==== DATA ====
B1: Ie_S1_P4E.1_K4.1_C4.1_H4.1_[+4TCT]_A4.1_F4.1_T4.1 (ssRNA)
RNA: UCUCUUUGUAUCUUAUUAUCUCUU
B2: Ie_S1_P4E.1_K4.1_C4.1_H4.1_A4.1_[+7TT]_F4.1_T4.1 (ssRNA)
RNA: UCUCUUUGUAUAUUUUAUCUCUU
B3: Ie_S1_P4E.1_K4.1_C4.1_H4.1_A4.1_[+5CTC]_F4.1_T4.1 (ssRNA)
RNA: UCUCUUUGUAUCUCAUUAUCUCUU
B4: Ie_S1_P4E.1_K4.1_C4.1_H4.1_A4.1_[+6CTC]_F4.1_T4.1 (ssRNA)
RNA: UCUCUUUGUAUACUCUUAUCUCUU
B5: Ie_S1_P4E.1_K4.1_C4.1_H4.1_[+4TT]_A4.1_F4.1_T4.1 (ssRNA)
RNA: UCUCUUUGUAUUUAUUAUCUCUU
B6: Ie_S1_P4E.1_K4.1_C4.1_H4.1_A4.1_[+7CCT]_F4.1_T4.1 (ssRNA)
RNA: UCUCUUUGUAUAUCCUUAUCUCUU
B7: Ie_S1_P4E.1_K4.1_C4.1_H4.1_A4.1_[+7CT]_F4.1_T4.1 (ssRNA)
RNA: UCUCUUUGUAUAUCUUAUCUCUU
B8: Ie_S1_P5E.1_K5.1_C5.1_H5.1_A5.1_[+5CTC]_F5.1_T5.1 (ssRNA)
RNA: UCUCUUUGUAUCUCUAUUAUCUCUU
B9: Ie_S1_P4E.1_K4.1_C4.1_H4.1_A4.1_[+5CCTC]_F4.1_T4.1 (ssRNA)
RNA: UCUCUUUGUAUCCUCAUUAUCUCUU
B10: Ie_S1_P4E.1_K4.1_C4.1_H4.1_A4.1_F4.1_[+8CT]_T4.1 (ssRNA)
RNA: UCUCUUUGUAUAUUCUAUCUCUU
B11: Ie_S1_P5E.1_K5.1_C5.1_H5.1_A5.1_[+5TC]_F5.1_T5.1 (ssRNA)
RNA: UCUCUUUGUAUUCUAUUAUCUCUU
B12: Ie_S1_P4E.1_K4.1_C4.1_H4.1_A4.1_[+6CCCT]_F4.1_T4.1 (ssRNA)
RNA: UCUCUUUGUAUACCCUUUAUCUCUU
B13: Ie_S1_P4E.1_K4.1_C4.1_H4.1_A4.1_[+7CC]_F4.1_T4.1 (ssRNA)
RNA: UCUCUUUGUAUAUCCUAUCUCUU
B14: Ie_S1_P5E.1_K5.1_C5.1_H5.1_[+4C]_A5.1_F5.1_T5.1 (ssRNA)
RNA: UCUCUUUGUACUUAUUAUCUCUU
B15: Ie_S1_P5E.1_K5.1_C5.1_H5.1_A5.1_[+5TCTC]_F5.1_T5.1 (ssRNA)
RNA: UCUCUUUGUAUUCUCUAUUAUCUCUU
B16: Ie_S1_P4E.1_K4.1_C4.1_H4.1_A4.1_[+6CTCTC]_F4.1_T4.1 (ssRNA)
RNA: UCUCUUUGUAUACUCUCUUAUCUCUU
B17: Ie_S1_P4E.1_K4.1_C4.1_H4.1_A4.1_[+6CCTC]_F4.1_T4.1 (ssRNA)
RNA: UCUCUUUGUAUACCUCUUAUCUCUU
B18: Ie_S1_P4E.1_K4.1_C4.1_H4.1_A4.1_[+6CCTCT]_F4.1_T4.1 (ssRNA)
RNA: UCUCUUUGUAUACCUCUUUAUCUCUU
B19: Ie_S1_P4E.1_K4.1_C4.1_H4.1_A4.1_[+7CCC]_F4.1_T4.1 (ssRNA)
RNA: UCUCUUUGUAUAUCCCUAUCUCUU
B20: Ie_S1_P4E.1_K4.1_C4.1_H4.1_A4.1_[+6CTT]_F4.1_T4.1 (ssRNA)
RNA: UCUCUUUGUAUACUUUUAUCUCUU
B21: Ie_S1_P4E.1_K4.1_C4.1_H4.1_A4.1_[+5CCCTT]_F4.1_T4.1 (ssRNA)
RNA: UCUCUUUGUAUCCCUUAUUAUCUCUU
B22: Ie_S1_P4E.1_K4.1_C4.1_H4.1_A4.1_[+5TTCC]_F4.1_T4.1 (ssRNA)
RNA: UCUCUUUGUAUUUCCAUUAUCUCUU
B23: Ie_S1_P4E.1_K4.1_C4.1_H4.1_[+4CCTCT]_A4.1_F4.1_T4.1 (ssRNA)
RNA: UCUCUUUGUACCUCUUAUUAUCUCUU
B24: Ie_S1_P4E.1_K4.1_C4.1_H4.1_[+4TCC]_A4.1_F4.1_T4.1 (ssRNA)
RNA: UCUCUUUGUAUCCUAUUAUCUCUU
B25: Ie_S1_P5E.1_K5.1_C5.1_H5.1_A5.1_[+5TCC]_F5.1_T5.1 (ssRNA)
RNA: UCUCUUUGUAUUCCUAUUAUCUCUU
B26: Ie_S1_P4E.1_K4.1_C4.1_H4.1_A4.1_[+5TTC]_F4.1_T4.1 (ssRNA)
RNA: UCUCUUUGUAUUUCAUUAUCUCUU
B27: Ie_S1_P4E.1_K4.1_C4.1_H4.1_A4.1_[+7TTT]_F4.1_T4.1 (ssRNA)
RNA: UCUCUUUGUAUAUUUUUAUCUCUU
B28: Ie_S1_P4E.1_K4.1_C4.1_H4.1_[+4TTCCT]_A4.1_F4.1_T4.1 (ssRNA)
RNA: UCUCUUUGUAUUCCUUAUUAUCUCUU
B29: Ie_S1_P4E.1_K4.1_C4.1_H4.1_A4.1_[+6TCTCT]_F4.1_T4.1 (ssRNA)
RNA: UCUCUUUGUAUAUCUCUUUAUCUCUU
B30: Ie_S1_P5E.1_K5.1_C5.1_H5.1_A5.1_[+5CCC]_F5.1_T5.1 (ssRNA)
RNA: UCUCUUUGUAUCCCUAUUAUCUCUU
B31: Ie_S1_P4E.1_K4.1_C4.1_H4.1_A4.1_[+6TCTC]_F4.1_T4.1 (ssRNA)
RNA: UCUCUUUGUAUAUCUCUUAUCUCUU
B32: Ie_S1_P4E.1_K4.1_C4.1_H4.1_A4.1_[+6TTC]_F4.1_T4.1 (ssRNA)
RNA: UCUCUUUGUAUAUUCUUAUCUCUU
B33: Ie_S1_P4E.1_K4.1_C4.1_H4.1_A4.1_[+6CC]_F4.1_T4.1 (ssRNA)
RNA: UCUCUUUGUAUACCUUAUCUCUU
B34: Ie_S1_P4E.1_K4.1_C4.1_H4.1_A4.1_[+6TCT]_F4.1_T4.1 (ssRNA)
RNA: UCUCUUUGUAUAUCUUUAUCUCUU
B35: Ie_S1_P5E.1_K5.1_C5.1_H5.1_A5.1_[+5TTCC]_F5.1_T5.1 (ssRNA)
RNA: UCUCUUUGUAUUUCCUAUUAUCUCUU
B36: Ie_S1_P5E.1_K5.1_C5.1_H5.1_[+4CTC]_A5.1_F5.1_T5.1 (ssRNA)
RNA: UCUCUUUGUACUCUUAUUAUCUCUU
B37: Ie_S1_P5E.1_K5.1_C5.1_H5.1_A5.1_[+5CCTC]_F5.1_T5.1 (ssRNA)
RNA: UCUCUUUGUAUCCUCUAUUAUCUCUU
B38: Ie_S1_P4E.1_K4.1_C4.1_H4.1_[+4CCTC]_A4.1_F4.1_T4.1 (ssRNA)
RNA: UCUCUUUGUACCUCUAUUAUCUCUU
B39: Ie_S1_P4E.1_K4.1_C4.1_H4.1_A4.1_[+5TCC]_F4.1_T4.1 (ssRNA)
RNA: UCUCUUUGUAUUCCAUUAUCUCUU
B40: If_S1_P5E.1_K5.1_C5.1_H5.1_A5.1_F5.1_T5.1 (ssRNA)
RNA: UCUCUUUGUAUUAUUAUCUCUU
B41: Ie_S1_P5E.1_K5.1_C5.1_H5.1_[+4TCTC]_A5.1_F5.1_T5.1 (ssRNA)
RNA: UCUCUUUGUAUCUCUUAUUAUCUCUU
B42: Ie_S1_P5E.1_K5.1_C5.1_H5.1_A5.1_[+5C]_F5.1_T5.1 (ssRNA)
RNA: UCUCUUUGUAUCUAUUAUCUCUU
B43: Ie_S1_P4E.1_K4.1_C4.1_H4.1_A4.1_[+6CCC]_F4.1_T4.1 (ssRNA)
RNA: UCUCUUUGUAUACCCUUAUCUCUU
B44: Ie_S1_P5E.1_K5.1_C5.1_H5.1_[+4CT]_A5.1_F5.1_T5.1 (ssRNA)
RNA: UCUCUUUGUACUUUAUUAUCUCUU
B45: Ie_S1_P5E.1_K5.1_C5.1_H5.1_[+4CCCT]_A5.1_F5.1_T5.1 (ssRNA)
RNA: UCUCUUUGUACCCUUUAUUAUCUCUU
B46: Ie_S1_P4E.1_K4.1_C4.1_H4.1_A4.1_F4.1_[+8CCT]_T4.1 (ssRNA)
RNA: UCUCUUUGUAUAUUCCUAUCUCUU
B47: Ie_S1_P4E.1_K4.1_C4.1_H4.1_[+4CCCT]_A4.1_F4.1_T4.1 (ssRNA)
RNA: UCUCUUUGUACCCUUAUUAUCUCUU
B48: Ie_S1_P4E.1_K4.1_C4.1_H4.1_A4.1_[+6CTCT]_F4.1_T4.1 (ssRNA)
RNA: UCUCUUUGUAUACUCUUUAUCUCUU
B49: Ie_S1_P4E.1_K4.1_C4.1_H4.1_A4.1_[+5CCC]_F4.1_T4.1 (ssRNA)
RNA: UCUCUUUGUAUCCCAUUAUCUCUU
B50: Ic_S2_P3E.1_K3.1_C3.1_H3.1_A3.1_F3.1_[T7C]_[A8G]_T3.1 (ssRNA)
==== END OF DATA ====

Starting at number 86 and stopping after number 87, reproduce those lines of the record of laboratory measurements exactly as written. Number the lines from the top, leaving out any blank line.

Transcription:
RNA: UCUCUUUGUAUACCCUUAUCUCUU
B44: Ie_S1_P5E.1_K5.1_C5.1_H5.1_[+4CT]_A5.1_F5.1_T5.1 (ssRNA)